Test For Length Of Pectoralis 3 7 Minor

Left, normal length; right, short length, holding the shoulder forward.

The subject lies supine on a firm table with arms at the sides, elbows extended, palms upward, knees bent and low back flat on the table. There appears to be some anterior tilt of the shoulder suggesting tightness of the pectoralis minor.

The examiner stands on the left side of the subject, with the palm of the examiner's left hand on the subject's anterior shoulder region, and presses firmly down toward the table in the manner of rolling the shoulder region back to correct anterior tilting. The amount of resistance indicates the extent of tightness in the group of muscles attached to the coracoid process.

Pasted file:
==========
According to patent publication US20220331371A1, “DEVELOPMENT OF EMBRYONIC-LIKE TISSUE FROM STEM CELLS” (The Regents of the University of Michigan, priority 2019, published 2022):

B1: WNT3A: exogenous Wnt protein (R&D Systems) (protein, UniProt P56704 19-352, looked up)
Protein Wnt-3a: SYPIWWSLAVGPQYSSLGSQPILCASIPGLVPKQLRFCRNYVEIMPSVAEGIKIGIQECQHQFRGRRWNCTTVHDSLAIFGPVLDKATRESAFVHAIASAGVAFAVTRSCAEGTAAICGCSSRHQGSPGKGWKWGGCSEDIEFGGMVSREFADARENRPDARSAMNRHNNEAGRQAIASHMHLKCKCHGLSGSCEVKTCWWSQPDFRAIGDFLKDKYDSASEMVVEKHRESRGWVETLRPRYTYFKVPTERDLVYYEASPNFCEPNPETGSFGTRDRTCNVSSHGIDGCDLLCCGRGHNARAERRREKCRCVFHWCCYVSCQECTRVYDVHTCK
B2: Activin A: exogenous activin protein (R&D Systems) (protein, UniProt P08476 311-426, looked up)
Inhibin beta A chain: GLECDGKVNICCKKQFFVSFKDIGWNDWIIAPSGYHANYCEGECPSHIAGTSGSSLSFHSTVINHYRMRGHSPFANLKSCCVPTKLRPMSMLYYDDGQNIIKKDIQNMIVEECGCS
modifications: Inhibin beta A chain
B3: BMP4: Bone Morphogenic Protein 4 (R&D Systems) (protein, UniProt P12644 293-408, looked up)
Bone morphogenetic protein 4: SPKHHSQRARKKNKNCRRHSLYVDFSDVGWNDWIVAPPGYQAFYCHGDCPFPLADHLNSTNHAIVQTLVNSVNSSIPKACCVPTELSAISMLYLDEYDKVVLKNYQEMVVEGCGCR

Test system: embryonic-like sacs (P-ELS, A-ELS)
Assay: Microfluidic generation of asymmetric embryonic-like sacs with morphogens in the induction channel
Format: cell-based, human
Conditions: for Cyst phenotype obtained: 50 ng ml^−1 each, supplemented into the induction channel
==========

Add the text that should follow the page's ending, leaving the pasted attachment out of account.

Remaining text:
Equipment: Firm table; unpadded.

Starting Position: Supine, with the arms at the sides, elbows extended, palms upward, knees bent and lower back flat on the table.

Test: The examiner stands at the head of the table and observes the position of the shoulder girdle. This figure shows normal length of the left pectoralis minor and shortness of the right. The amount of tightness is measured by the extent to which the shoulder is raised from the table and by the amount of resistance to downward pressure on the shoulder. Tightness may be recorded as slight, moderate, or marked.

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